Lawyers Michael Seplow, Genie Harrison and John Raphling, hope that Mr. Tutt’s case will help expose and root out the Sheriff’s Department gang culture as alleged in the Complaint.
Los Angeles, CA (PRWEB) July 27, 2011
On July 25, 2011, Schonbrun DeSimone Seplow Harris Hoffman & Harrison, LLP, and the Law Offices of John Raphling filed a federal lawsuit alleging civil rights violations, assault, battery and other claims, arising out of the claimed severe beating of Evans Tutt by Sheriff Deputies. Evans Tutt v. County of Los Angeles, Sheriff Leroy Baca, et al., CV11-06126 (United States District Court, Central District).
The Complaint alleges that Mr. Tutt was an inmate in the Men’s Central Jail at the time he was beaten by six armed Sheriff Deputies, some of who are members of a Sheriff’s gang called the 3000 Boys. The 3000 Boys are alleged to be a group comprised of Deputies who work on the 3000 floor of the Men’s Central Jail and use gang signs, wear tattoos, have initiation and promotion rituals, and engage in other gang-based behavior. KTLA has produced an in-depth look at the gang culture within the Sheriff’s Department, which included an interview with Chief Baca, who appeared to admit knowing about the gangs of Deputies within his department.
There has been decades of litigation by the ACLU about conditions in the Men’s Central Jail, including based on a consent decree in Rutherford, et al. v. Peter Pitchess, et al., CV75-4111-WPG (United States District Court, Central District) issued by federal Judge William P. Gray, Jr., against the Sheriff’s Department. The ACLU and federal Judge Steven D. Pregerson now monitor and enforce the Department’s compliance with the Rutherford consent decree. In recent court filings (Rutherford, et al. v. Peter Pitchess, et al., CV75-4111-WPG (United States District Court, Central District)), the ACLU contends that Sheriff Deputies have been involved in a campaign to deter and intimidate inmates from speaking with the ACLU about jail conditions, and have been punishing those inmates who are believed to have spoken with the ACLU.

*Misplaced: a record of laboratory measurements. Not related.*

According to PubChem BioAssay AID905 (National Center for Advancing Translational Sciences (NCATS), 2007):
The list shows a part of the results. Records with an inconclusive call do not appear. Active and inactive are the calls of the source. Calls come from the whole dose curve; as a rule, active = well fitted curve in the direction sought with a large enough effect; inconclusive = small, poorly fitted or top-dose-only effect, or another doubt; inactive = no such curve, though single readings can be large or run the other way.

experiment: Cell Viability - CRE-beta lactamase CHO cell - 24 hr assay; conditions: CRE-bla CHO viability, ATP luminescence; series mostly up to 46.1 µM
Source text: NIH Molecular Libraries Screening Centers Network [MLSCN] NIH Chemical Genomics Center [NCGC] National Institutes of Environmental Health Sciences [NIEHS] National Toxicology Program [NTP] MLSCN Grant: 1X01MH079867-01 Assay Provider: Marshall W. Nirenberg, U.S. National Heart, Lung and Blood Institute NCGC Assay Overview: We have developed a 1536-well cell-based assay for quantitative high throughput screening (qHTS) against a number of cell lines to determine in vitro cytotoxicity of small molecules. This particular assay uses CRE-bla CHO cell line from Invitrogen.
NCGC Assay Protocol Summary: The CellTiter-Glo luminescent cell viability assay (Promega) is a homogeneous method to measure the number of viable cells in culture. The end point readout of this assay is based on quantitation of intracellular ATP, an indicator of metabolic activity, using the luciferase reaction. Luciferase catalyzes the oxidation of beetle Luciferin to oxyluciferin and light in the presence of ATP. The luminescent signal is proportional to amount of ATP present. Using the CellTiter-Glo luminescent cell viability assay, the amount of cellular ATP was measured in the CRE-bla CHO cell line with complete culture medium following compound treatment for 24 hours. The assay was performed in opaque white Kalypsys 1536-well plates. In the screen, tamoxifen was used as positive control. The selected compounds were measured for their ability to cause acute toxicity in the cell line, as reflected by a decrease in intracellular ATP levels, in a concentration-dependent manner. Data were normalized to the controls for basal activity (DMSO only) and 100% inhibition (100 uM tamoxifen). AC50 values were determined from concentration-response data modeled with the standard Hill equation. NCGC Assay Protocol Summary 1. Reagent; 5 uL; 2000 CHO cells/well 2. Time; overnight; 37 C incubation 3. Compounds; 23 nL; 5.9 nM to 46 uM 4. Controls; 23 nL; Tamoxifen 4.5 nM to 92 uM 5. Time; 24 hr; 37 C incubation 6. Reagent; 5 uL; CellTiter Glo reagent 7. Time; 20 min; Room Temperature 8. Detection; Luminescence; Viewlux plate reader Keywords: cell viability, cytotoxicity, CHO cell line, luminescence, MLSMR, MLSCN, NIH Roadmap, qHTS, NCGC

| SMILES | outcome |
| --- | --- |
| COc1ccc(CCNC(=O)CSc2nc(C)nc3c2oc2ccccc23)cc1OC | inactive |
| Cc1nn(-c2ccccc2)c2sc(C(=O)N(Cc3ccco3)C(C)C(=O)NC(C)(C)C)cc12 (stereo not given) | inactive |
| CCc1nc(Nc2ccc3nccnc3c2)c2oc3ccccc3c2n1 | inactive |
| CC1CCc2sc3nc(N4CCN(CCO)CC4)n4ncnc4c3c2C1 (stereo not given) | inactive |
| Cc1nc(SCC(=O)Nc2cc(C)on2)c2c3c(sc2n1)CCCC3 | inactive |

Mr. Tutt’s Complaint alleges that he had complained about conditions in the jail almost every day for a week prior to the beating, that he was unarmed at the time of the beating, did not attack the Sheriff Deputies and did not resist them. He claims he was severely beaten, including with flashlights, and was repeatedly tased by the Deputies in retaliation for his complaints about illegal conditions in the Men’s Central Jail. Mr. Tutt alleges that he spent eleven days in the hospital after the beating.
Mr. Tutt’s lawyers, Michael Seplow, Genie Harrison and John Raphling, hope that Mr. Tutt’s case will help expose and root out the Sheriff’s Department gang culture as alleged in the Complaint, the claimed violent and undeserved beatings inflicted by Deputies on inmates who have not broken the jail’s rules, and the alleged campaign by Sheriff Deputies to silence inmates who would otherwise speak with the ACLU about conditions within the jail.